Carol Ann Duffy’s Poem for the Centenary of the Armistice to be Read on Beaches Around Britain, 11 November 2018

A nationwide beach event organised by director Danny Boyle to commemorate the centenary of the end of the First World War will take place tomorrow, 11 November, Armistice Day. Danny Boyle has also commissioned a new poem by Poet Laureate Carol Ann Duffy, The Wound In Timewhich will be read on the beaches:


It is the wound in Time. The century’s tides,
chanting their bitter psalms, cannot heal it.
Not the war to end all wars; death’s birthing place;
the earth nursing its ticking metal eggs, hatching
new carnage. But how could you know, brave
as belief as you boarded the boats, singing?
The end of God in the poisonous, shrapneled air.
Poetry gargling its own blood. We sense it was love
you gave your world for; the town squares silent,
awaiting their cenotaphs. What happened next?
War. And after that? War. And now? War. War.
History might as well be water, chastising this shore;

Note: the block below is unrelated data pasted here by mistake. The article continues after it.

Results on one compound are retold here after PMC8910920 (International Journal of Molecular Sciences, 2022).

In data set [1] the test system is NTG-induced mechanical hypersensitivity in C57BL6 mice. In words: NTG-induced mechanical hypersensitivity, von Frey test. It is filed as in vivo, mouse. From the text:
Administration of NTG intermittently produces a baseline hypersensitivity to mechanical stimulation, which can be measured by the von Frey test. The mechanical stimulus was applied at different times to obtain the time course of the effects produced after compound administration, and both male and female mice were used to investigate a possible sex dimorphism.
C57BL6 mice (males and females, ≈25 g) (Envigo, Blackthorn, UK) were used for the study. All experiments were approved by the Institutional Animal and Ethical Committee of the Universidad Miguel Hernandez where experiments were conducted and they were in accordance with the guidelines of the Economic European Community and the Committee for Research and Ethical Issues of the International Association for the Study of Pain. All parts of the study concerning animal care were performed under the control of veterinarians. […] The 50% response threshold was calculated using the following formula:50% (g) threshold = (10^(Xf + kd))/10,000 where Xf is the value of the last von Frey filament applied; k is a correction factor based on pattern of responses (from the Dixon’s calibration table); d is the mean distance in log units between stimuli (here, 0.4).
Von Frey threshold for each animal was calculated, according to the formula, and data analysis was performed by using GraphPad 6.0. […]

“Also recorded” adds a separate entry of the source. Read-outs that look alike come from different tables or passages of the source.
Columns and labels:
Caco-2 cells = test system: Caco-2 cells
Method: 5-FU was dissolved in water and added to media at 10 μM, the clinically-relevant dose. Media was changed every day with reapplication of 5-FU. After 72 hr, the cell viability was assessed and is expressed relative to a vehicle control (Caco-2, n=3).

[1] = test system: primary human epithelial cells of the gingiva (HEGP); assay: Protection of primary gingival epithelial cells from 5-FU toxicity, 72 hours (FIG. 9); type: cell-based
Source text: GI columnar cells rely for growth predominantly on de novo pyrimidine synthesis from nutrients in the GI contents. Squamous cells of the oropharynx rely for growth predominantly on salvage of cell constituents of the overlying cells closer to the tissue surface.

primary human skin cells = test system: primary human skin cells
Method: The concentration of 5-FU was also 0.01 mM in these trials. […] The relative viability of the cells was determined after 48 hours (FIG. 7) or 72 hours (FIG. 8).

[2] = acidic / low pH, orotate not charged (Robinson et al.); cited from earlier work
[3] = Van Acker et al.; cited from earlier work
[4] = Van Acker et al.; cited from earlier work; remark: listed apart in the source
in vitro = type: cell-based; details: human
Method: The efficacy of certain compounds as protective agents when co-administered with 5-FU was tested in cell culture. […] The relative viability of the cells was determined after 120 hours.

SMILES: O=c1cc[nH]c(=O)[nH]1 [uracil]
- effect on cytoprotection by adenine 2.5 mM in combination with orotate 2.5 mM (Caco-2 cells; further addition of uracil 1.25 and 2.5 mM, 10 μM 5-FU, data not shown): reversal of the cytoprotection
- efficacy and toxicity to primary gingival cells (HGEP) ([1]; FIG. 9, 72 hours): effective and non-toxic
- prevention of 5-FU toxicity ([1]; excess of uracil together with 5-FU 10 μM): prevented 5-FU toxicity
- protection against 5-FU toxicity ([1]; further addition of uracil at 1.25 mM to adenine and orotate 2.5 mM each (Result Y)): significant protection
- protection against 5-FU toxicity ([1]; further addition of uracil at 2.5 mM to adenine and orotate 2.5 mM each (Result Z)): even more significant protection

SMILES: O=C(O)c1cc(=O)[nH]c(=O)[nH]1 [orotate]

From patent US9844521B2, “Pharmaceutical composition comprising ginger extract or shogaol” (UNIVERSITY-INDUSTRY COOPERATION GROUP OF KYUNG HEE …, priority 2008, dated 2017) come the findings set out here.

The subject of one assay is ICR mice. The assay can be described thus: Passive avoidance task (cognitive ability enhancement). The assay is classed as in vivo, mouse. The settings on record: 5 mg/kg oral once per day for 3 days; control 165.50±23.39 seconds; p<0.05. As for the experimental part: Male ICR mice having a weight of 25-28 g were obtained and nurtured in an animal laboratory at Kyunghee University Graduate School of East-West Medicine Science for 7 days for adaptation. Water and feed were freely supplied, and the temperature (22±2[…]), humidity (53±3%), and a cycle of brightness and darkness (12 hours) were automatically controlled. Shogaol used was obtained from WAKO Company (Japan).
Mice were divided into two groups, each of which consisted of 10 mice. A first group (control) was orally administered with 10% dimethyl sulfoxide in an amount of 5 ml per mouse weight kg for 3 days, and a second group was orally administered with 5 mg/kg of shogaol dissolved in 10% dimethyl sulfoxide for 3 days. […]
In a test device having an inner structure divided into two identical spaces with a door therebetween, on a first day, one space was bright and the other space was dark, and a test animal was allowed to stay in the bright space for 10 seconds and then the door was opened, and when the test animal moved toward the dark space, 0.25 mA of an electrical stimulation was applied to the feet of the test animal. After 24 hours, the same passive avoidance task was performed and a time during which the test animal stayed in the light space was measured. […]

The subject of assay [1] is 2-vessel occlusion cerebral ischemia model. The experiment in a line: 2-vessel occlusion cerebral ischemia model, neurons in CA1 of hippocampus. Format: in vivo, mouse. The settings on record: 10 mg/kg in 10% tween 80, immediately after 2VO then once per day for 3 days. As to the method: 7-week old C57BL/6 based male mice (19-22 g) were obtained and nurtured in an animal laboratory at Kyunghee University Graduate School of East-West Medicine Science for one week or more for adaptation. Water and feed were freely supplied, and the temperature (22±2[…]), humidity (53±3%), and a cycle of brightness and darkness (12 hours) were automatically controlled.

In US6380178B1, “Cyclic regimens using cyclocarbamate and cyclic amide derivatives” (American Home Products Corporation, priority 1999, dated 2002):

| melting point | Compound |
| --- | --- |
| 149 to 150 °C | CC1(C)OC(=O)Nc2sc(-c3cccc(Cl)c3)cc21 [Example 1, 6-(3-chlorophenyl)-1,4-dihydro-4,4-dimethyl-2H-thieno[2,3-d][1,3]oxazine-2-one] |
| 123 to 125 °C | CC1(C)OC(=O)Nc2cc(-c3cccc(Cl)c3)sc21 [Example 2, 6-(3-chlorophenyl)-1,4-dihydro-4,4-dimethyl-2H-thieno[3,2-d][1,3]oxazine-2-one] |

for we learn nothing from your endless sacrifice.
Your faces drowning in the pages of the sea.

Carol Ann Duffy, 2018

(All rights reserved.)

Members of the public are invited to assemble at any one of dozens of beaches around the UK on 11 November to hear the new poem, and perhaps other poetry. Visitors to each location will also see a large-scale portrait of a casualty from the war drawn into the sand at low tide and washed away as the tide comes in.

These events may be of particular interest to those who attended the WPA’s and Eyewitness Tours’ battlefields tour to the Western Front last month and will have heard the Association’s Chairman, David Worthington, reading Carol Ann Duffy’s new poem and explaining about Boyle’s forthcoming event on many beaches around Britain. To find where the nearest event will take place on a beach near you, or read more about what is happening, visit the The Pages of the Sea project website and map.

These events, named Pages of the Sea, are part of 14-18 NOW, Britain’s official Arts programme to mark the centenary of the First World War.